OCtech receives education grants
Early September has been Orangeburg-Calhoun Technical College’s time for grants, Vice President for Academic Affairs Donna Elmore says.
The college received almost $1 million in academic grants in a week’s time, including its third National Science Foundation grant of $633,000 to support three initiatives, area commissioners learned at their September meeting.
One initiative will start a science, technology, electronics and math academy as part of OCtech’s middle college, Elmore said.
The second initiative will be used for a LabView Academy to train students to use software to control instrumentation in automated processes in industrial environments. The grant also provides money for a summer bridge program for high school students to create an interest in robotics.
The last initiative will expand course offerings in the areas of robotics and automated manufacturing.
The school also received approval of its plans for spending about $150,000 of a Learn to Earn grant on the STEM Academy, she said.
This money will be used to provide scholarships and recruit students from the school’s adult education program who want to pursue additional credentials in health care, advanced manufacturing, transportation, distribution and logistics, Elmore said. These students must be legal residents of certain counties, including Bamberg, Barnwell and Orangeburg.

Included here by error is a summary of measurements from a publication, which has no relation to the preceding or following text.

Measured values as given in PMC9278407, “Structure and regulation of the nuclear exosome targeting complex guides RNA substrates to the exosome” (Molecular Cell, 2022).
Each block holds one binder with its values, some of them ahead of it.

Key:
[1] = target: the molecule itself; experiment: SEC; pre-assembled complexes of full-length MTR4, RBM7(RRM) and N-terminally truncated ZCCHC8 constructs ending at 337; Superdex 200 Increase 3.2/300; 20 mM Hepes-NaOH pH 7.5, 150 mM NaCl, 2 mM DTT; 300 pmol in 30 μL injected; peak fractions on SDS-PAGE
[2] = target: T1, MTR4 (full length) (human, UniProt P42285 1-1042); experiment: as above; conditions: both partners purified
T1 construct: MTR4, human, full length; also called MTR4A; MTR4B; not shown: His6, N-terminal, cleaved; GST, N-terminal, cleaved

The college also received a $269,000 grant from the Nuclear Regulatory Commission to attract students to electronics engineering with an emphasis on radiation protection, Elmore said.
The college has also received an additional $231,000 grant from the NRC.
This grant will allow OCtech to expand partnerships with industries in the field of energy by helping fund tuition and internships, Elmore said. The college is already working with several organizations, including Westinghouse, the Savannah River Site and SCE&G.
The grant will also establish a summer radiation protection program at OCtech to attract students into the field of energy.
In addition to those grants, OCtech learned in early September that it will be participating in a $5 million U.S. Department of Labor apprenticeship grant provided to the S.C. Board for Technical and Comprehensive Education.
There are 16 technical schools in the system, and details about disbursement of the funds have not yet been released.
The money will be used to increase the number of registered apprenticeships, Elmore said. The college already has 15 registered apprenticeships through the Apprentice Carolina Program.
In other business, commissioners unanimously approved OCtech’s quality enhancement plan, the final step in the school’s attempt to secure a 10-year reaccreditation through the Southern Association of Colleges and Schools Commission on Colleges.
A SACS team will visit the campus on Oct.21-22 to evaluate the strengths and weaknesses of the institution and the plan.
The college has been working on the re-accreditation process for more than a year. It completed its certification report in March and updated numerous policies.
This article is courtesy of The Times and Democrat, thetandd.com.